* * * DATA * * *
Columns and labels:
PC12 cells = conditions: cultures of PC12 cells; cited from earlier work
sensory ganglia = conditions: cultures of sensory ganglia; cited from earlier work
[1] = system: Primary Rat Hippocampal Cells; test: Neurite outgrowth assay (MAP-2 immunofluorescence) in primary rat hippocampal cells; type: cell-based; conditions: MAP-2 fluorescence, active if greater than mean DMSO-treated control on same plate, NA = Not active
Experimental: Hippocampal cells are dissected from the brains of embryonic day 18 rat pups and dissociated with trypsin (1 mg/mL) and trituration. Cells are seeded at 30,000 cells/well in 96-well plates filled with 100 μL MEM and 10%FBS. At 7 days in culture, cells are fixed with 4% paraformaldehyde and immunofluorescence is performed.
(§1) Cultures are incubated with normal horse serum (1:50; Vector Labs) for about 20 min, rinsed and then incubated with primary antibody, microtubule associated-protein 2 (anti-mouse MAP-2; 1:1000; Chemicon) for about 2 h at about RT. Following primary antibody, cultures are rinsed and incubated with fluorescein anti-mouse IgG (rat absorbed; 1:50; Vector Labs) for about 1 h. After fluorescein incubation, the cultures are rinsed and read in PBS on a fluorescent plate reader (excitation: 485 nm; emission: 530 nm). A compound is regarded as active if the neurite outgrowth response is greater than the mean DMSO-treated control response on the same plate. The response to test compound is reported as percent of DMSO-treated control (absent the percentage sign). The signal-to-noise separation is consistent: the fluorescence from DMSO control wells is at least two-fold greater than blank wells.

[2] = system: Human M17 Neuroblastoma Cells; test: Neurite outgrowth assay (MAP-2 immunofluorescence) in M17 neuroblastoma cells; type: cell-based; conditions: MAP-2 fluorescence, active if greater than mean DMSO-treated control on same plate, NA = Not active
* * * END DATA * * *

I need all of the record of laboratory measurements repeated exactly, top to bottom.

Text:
Columns and labels:
PC12 cells = conditions: cultures of PC12 cells; cited from earlier work
sensory ganglia = conditions: cultures of sensory ganglia; cited from earlier work
[1] = system: Primary Rat Hippocampal Cells; test: Neurite outgrowth assay (MAP-2 immunofluorescence) in primary rat hippocampal cells; type: cell-based; conditions: MAP-2 fluorescence, active if greater than mean DMSO-treated control on same plate, NA = Not active
Experimental: Hippocampal cells are dissected from the brains of embryonic day 18 rat pups and dissociated with trypsin (1 mg/mL) and trituration. Cells are seeded at 30,000 cells/well in 96-well plates filled with 100 μL MEM and 10%FBS. At 7 days in culture, cells are fixed with 4% paraformaldehyde and immunofluorescence is performed.
(§1) Cultures are incubated with normal horse serum (1:50; Vector Labs) for about 20 min, rinsed and then incubated with primary antibody, microtubule associated-protein 2 (anti-mouse MAP-2; 1:1000; Chemicon) for about 2 h at about RT. Following primary antibody, cultures are rinsed and incubated with fluorescein anti-mouse IgG (rat absorbed; 1:50; Vector Labs) for about 1 h. After fluorescein incubation, the cultures are rinsed and read in PBS on a fluorescent plate reader (excitation: 485 nm; emission: 530 nm). A compound is regarded as active if the neurite outgrowth response is greater than the mean DMSO-treated control response on the same plate. The response to test compound is reported as percent of DMSO-treated control (absent the percentage sign). The signal-to-noise separation is consistent: the fluorescence from DMSO control wells is at least two-fold greater than blank wells.

[2] = system: Human M17 Neuroblastoma Cells; test: Neurite outgrowth assay (MAP-2 immunofluorescence) in M17 neuroblastoma cells; type: cell-based; conditions: MAP-2 fluorescence, active if greater than mean DMSO-treated control on same plate, NA = Not active